Listen to her interview with Michele Norris at NPR here
“I strongly believe there is not just a need for awareness-raising and prevention work, but we must find ways to help these girls who are already in these marriages — be it through giving financial incentives to their families to let them stay in school, or vocational training so they can have more say in their lives and households. Quality medical treatment is also needed for girls who are giving birth at these young ages. These girls need long-term solutions. There is no quick fix.” (Sinclair)
Stephanie Sinclair/National Geographic "Whenever I saw him, I hid. I hated to see him," Tahani (in pink) recalls of the early days of her marriage to Majed, when she was 6 and he was 25. The young wife posed for this portrait with former classmate Ghada, also a child bride, outside their mountain home in Hajjah, Yemen.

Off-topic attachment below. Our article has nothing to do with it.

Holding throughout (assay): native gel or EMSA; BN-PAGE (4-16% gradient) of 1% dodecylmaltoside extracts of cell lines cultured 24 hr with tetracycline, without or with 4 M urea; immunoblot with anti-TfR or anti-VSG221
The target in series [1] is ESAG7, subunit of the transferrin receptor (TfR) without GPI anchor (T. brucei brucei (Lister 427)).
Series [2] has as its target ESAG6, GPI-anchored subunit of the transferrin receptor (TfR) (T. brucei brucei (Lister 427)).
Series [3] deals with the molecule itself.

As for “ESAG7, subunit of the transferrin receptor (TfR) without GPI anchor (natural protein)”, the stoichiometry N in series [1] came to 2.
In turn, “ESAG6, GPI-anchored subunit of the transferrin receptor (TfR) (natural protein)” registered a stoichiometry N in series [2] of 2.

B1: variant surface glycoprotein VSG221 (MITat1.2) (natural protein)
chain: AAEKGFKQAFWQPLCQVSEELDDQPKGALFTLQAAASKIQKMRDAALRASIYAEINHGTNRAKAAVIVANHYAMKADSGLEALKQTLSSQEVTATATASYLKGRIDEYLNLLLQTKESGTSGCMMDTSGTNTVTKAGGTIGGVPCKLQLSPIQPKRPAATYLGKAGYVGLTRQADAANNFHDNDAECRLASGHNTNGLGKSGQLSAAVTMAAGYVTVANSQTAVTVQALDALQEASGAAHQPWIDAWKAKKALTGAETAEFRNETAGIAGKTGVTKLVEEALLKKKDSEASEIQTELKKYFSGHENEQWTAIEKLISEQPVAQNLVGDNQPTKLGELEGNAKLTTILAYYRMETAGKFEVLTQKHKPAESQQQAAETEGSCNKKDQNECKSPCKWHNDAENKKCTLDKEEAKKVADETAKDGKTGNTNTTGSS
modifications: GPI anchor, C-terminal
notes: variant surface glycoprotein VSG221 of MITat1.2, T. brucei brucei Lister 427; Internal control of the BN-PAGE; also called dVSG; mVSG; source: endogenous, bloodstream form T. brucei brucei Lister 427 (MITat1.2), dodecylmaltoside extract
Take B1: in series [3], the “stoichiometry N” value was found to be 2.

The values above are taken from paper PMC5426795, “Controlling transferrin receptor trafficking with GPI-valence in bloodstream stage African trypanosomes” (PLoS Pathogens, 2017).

Stephanie Sinclair/National Geographic Although early marriage is the norm in her small Nepali village, 16-year-old Surita wails in protest as she leaves her family's home, shielded by a traditional wedding umbrella and carried in a cart to her new husband's village.
Stephanie Sinclair/National Geographic Asia, a 14-year-old mother, washes her new baby girl at home in Hajjah while her 2-year-old daughter plays. Asia is still bleeding and ill from childbirth yet has no education or access to information on how to care for herself.
Stephanie Sinclair/National Geographic Long after midnight, 5-year-old Rajani is roused from sleep and carried by her uncle to her wedding. Child marriage is illegal in India, so ceremonies are often held in the wee hours of morning. It becomes a secret the whole village keeps, explained one farmer.